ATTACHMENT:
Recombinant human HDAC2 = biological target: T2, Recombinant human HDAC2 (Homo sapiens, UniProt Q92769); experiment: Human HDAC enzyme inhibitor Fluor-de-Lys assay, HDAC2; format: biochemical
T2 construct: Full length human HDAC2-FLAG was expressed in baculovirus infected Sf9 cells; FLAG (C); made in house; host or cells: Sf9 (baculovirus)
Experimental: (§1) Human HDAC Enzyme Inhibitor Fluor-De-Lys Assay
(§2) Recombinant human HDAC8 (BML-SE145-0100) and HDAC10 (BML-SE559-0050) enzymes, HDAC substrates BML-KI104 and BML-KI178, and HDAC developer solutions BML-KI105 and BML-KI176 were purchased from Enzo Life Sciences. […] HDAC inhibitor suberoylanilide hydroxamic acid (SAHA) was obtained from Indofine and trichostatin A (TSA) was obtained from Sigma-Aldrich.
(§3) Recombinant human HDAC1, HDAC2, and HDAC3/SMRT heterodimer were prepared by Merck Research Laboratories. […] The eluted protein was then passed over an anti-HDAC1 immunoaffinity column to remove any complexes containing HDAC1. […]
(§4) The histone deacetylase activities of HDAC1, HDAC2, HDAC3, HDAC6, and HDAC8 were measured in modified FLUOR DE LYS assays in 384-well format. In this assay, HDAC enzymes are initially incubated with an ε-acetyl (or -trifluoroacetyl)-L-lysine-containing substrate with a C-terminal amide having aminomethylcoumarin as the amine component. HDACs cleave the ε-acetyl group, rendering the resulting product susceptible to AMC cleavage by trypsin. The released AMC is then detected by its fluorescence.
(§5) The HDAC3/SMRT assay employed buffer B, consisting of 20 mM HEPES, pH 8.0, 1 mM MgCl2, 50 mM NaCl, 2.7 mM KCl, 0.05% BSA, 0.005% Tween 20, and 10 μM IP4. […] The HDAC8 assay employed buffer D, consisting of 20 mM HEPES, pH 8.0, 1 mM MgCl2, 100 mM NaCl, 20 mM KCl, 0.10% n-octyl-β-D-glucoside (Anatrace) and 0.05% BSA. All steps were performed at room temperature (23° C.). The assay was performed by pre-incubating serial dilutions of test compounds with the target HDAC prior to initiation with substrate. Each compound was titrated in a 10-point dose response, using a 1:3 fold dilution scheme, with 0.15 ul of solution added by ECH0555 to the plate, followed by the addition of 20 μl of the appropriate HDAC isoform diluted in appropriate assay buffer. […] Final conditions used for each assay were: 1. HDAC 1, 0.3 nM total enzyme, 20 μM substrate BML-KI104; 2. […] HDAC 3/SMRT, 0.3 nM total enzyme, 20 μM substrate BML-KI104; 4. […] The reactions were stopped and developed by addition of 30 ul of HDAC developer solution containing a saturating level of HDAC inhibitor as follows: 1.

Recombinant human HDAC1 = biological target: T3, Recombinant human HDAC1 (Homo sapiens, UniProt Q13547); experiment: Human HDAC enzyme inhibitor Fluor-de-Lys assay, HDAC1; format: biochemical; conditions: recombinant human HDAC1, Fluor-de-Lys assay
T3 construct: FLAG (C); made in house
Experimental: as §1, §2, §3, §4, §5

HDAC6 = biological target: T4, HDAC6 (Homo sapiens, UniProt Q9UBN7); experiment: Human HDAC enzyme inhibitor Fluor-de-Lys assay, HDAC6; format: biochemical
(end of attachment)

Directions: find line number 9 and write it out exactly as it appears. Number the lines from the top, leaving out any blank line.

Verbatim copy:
T3 construct: FLAG (C); made in house